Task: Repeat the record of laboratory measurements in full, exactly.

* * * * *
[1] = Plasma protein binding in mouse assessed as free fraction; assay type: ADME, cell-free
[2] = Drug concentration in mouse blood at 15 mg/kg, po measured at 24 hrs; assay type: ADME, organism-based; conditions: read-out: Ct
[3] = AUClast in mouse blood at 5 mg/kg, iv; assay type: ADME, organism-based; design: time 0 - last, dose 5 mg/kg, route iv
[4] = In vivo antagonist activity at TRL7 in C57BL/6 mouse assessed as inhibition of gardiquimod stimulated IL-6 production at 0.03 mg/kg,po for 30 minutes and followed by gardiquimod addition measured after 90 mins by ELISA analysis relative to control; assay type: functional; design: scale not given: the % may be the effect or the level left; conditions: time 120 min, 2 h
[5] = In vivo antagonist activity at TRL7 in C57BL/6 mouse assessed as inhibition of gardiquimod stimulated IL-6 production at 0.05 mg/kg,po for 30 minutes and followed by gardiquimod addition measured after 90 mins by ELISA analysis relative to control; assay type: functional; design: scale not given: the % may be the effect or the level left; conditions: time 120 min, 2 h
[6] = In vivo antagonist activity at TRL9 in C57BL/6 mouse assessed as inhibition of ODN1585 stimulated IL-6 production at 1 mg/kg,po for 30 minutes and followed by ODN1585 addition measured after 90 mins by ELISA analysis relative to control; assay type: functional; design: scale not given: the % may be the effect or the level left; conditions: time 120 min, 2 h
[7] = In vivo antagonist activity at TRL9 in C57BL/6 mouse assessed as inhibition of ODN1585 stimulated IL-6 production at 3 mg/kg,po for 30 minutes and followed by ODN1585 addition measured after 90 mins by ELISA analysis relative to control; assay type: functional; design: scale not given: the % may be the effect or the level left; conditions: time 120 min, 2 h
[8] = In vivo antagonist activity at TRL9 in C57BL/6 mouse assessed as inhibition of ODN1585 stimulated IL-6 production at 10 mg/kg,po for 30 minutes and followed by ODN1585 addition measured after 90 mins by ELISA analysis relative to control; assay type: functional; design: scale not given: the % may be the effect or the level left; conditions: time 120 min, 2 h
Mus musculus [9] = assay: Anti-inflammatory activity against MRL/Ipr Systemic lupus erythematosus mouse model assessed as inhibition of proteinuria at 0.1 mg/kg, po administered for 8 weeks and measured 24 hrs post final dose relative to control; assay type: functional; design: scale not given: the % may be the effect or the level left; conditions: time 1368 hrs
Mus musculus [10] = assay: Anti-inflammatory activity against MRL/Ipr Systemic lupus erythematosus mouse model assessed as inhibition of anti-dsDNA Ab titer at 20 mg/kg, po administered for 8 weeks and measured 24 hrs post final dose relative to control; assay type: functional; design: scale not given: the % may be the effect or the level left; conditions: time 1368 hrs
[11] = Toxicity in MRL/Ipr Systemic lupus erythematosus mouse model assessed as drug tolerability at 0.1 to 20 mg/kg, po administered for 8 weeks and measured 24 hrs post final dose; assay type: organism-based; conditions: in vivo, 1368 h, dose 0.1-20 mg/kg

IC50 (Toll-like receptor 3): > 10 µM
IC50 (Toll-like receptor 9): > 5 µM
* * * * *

[1] = Plasma protein binding in mouse assessed as free fraction; assay type: ADME, cell-free
[2] = Drug concentration in mouse blood at 15 mg/kg, po measured at 24 hrs; assay type: ADME, organism-based; conditions: read-out: Ct
[3] = AUClast in mouse blood at 5 mg/kg, iv; assay type: ADME, organism-based; design: time 0 - last, dose 5 mg/kg, route iv
[4] = In vivo antagonist activity at TRL7 in C57BL/6 mouse assessed as inhibition of gardiquimod stimulated IL-6 production at 0.03 mg/kg,po for 30 minutes and followed by gardiquimod addition measured after 90 mins by ELISA analysis relative to control; assay type: functional; design: scale not given: the % may be the effect or the level left; conditions: time 120 min, 2 h
[5] = In vivo antagonist activity at TRL7 in C57BL/6 mouse assessed as inhibition of gardiquimod stimulated IL-6 production at 0.05 mg/kg,po for 30 minutes and followed by gardiquimod addition measured after 90 mins by ELISA analysis relative to control; assay type: functional; design: scale not given: the % may be the effect or the level left; conditions: time 120 min, 2 h
[6] = In vivo antagonist activity at TRL9 in C57BL/6 mouse assessed as inhibition of ODN1585 stimulated IL-6 production at 1 mg/kg,po for 30 minutes and followed by ODN1585 addition measured after 90 mins by ELISA analysis relative to control; assay type: functional; design: scale not given: the % may be the effect or the level left; conditions: time 120 min, 2 h
[7] = In vivo antagonist activity at TRL9 in C57BL/6 mouse assessed as inhibition of ODN1585 stimulated IL-6 production at 3 mg/kg,po for 30 minutes and followed by ODN1585 addition measured after 90 mins by ELISA analysis relative to control; assay type: functional; design: scale not given: the % may be the effect or the level left; conditions: time 120 min, 2 h
[8] = In vivo antagonist activity at TRL9 in C57BL/6 mouse assessed as inhibition of ODN1585 stimulated IL-6 production at 10 mg/kg,po for 30 minutes and followed by ODN1585 addition measured after 90 mins by ELISA analysis relative to control; assay type: functional; design: scale not given: the % may be the effect or the level left; conditions: time 120 min, 2 h
Mus musculus [9] = assay: Anti-inflammatory activity against MRL/Ipr Systemic lupus erythematosus mouse model assessed as inhibition of proteinuria at 0.1 mg/kg, po administered for 8 weeks and measured 24 hrs post final dose relative to control; assay type: functional; design: scale not given: the % may be the effect or the level left; conditions: time 1368 hrs
Mus musculus [10] = assay: Anti-inflammatory activity against MRL/Ipr Systemic lupus erythematosus mouse model assessed as inhibition of anti-dsDNA Ab titer at 20 mg/kg, po administered for 8 weeks and measured 24 hrs post final dose relative to control; assay type: functional; design: scale not given: the % may be the effect or the level left; conditions: time 1368 hrs
[11] = Toxicity in MRL/Ipr Systemic lupus erythematosus mouse model assessed as drug tolerability at 0.1 to 20 mg/kg, po administered for 8 weeks and measured 24 hrs post final dose; assay type: organism-based; conditions: in vivo, 1368 h, dose 0.1-20 mg/kg

IC50 (Toll-like receptor 3): > 10 µM
IC50 (Toll-like receptor 9): > 5 µM